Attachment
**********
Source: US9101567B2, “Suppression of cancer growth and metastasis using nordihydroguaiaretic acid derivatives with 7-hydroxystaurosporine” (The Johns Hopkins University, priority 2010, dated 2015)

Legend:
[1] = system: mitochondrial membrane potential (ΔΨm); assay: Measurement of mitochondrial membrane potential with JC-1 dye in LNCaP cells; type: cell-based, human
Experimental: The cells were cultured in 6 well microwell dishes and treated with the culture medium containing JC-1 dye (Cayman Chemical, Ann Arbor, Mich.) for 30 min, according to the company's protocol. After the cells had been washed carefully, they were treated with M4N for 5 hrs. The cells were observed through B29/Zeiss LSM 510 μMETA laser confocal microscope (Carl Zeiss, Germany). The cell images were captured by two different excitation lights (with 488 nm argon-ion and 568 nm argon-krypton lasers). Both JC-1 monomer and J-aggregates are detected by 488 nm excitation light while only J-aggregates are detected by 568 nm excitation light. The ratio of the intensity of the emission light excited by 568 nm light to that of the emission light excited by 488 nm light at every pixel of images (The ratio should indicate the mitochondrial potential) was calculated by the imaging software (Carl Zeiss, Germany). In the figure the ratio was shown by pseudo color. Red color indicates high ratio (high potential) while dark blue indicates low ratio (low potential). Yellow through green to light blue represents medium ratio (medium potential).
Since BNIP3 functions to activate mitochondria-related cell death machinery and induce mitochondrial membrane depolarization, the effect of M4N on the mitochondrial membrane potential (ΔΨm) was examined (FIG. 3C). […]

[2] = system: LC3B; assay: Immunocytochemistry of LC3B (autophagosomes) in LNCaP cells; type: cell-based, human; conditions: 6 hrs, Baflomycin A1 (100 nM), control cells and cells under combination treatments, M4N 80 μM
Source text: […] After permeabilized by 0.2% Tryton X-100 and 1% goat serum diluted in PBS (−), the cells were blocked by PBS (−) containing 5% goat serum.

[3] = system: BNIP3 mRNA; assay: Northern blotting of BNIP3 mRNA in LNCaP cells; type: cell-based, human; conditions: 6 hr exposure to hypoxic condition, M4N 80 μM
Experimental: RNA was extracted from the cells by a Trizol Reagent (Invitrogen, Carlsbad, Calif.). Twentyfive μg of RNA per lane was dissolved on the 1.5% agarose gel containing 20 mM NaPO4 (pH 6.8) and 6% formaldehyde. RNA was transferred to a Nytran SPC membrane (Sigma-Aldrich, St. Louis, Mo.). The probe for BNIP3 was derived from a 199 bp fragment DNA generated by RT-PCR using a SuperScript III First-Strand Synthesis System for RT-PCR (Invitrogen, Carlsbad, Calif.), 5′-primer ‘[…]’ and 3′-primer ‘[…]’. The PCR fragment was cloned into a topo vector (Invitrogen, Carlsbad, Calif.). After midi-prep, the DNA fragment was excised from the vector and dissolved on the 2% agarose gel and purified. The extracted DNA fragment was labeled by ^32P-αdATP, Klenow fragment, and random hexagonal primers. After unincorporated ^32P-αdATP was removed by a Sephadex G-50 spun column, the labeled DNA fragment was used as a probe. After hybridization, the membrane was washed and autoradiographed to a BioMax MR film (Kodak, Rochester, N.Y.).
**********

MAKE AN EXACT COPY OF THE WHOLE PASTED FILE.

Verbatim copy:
Source: US9101567B2, “Suppression of cancer growth and metastasis using nordihydroguaiaretic acid derivatives with 7-hydroxystaurosporine” (The Johns Hopkins University, priority 2010, dated 2015)

Legend:
[1] = system: mitochondrial membrane potential (ΔΨm); assay: Measurement of mitochondrial membrane potential with JC-1 dye in LNCaP cells; type: cell-based, human
Experimental: The cells were cultured in 6 well microwell dishes and treated with the culture medium containing JC-1 dye (Cayman Chemical, Ann Arbor, Mich.) for 30 min, according to the company's protocol. After the cells had been washed carefully, they were treated with M4N for 5 hrs. The cells were observed through B29/Zeiss LSM 510 μMETA laser confocal microscope (Carl Zeiss, Germany). The cell images were captured by two different excitation lights (with 488 nm argon-ion and 568 nm argon-krypton lasers). Both JC-1 monomer and J-aggregates are detected by 488 nm excitation light while only J-aggregates are detected by 568 nm excitation light. The ratio of the intensity of the emission light excited by 568 nm light to that of the emission light excited by 488 nm light at every pixel of images (The ratio should indicate the mitochondrial potential) was calculated by the imaging software (Carl Zeiss, Germany). In the figure the ratio was shown by pseudo color. Red color indicates high ratio (high potential) while dark blue indicates low ratio (low potential). Yellow through green to light blue represents medium ratio (medium potential).
Since BNIP3 functions to activate mitochondria-related cell death machinery and induce mitochondrial membrane depolarization, the effect of M4N on the mitochondrial membrane potential (ΔΨm) was examined (FIG. 3C). […]

[2] = system: LC3B; assay: Immunocytochemistry of LC3B (autophagosomes) in LNCaP cells; type: cell-based, human; conditions: 6 hrs, Baflomycin A1 (100 nM), control cells and cells under combination treatments, M4N 80 μM
Source text: […] After permeabilized by 0.2% Tryton X-100 and 1% goat serum diluted in PBS (−), the cells were blocked by PBS (−) containing 5% goat serum.

[3] = system: BNIP3 mRNA; assay: Northern blotting of BNIP3 mRNA in LNCaP cells; type: cell-based, human; conditions: 6 hr exposure to hypoxic condition, M4N 80 μM
Experimental: RNA was extracted from the cells by a Trizol Reagent (Invitrogen, Carlsbad, Calif.). Twentyfive μg of RNA per lane was dissolved on the 1.5% agarose gel containing 20 mM NaPO4 (pH 6.8) and 6% formaldehyde. RNA was transferred to a Nytran SPC membrane (Sigma-Aldrich, St. Louis, Mo.). The probe for BNIP3 was derived from a 199 bp fragment DNA generated by RT-PCR using a SuperScript III First-Strand Synthesis System for RT-PCR (Invitrogen, Carlsbad, Calif.), 5′-primer ‘[…]’ and 3′-primer ‘[…]’. The PCR fragment was cloned into a topo vector (Invitrogen, Carlsbad, Calif.). After midi-prep, the DNA fragment was excised from the vector and dissolved on the 2% agarose gel and purified. The extracted DNA fragment was labeled by ^32P-αdATP, Klenow fragment, and random hexagonal primers. After unincorporated ^32P-αdATP was removed by a Sephadex G-50 spun column, the labeled DNA fragment was used as a probe. After hybridization, the membrane was washed and autoradiographed to a BioMax MR film (Kodak, Rochester, N.Y.).